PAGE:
Can a Fiduciary Overcome Poor Record-Keeping?
The duties of a fiduciary must be performed diligently, with honesty and integrity and in good faith, for the benefit of the recipient. Whether a fiduciary can prove that he or she has complied with these duties will depend to a great extent on the ability of the fiduciary to account. While the duty to account is not debatable, the Court may consider the specific circumstances of the fiduciary when evaluating whether their actions are appropriate.
In Christmas Estate v Tuck  OJ No 3836, the executor disputed numerous cheques for the benefit of the attorney for property and other cash gifts that she was unable to substantiate with receipts or vouchers. The Court held that it would be inappropriate to impose strict accounting requirements where the parties had a “close family relationship”, in this case, mother and daughter.
The Court further declined to draw a negative inference when the attorney was unable to produce records to account for all transactions: the grantee had helped the grantor “in a multitude of ways” and, accordingly, the burden of strict accounting practices was inappropriate.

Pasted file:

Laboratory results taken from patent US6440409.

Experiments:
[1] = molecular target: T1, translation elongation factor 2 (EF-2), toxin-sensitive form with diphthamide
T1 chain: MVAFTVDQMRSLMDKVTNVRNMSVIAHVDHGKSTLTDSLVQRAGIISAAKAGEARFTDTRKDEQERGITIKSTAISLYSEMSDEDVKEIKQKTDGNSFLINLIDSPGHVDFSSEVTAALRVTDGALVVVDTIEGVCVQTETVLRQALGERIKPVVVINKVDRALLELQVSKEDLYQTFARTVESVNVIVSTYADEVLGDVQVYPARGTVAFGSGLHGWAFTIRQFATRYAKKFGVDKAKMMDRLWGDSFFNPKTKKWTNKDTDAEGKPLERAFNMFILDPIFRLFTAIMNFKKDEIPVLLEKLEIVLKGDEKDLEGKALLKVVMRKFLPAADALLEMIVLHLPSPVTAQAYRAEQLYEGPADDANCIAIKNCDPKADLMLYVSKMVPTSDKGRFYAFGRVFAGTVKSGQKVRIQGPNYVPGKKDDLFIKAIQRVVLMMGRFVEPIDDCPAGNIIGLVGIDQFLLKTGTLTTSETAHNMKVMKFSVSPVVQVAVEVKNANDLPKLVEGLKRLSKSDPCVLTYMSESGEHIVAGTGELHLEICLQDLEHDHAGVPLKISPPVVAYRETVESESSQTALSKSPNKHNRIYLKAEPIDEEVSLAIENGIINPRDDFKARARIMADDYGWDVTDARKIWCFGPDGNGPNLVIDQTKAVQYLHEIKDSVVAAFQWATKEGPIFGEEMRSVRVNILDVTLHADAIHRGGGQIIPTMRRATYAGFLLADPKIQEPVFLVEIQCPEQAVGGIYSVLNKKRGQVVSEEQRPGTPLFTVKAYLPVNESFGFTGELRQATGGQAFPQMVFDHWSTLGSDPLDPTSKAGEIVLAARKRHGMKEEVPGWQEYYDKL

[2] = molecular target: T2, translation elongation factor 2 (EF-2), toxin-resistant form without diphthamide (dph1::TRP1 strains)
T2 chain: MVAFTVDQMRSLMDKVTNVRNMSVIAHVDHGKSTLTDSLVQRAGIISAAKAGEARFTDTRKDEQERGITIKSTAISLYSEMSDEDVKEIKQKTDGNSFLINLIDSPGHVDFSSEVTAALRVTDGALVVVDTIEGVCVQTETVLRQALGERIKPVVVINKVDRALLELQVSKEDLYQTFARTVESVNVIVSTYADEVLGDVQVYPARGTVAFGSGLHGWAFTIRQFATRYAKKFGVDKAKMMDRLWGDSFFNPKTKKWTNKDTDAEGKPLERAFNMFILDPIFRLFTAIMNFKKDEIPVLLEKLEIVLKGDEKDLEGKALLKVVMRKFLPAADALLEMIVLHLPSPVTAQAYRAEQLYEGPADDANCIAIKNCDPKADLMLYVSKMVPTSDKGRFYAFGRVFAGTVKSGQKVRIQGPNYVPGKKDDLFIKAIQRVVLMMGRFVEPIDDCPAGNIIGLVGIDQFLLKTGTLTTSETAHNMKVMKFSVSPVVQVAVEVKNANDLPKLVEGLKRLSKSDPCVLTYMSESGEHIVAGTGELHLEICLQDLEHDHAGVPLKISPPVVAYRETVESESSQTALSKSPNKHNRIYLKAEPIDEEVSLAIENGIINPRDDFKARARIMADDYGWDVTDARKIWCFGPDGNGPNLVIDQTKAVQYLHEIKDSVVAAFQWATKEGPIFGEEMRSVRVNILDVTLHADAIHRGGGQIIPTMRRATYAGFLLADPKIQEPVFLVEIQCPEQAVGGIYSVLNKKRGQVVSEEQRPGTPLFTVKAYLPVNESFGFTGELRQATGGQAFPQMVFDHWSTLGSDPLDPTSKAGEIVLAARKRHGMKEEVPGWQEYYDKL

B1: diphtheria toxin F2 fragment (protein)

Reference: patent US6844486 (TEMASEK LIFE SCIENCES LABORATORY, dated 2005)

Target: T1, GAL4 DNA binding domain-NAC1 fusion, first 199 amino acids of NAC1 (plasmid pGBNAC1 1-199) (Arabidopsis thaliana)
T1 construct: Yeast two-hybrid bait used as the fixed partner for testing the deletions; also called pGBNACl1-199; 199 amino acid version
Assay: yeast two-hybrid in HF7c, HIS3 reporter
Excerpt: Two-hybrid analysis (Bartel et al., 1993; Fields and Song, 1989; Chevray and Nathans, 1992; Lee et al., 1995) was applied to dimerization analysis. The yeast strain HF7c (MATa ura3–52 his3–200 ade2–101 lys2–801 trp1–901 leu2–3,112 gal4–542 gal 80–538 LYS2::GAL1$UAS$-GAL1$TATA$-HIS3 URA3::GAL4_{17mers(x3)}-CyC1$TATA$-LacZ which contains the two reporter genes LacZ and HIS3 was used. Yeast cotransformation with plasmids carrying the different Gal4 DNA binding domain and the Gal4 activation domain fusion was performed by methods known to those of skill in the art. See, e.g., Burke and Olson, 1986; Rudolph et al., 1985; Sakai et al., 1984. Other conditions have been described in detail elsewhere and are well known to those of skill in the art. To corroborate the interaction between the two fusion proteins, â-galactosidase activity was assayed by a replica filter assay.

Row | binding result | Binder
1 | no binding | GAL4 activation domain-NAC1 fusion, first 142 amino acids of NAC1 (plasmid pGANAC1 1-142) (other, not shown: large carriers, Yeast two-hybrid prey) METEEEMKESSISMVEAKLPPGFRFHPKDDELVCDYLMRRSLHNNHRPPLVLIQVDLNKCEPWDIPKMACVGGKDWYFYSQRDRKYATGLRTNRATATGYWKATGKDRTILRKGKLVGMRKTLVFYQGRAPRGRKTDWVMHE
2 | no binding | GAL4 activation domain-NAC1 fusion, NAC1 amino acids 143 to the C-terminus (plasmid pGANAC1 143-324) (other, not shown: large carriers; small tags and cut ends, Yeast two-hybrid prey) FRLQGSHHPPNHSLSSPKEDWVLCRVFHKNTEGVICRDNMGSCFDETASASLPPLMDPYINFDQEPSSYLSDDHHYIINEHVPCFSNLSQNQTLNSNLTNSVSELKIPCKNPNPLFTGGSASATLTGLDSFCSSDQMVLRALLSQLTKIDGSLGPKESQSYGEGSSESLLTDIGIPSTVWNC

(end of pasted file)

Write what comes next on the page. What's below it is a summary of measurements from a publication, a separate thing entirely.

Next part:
In Laird v Mulholland  OJ No 855, the Court noted that the overall credibility of an attorney for property is an important factor in determining whether that attorney’s informal accounts are satisfactory. The Court was unable to conclude that the attorney had acted dishonestly with a view to misappropriating the grantor’s assets, notwithstanding that his “record-keeping practices [left] much to be desired.
The Court pointed to the “abundant evidence” that the Attorney had performed “a multitude of services” which were entirely for the benefit of the grantor. The Court held that the fiduciary had acted “honestly and reasonably in all the circumstances” and should therefore be “relieved from personal liability.”
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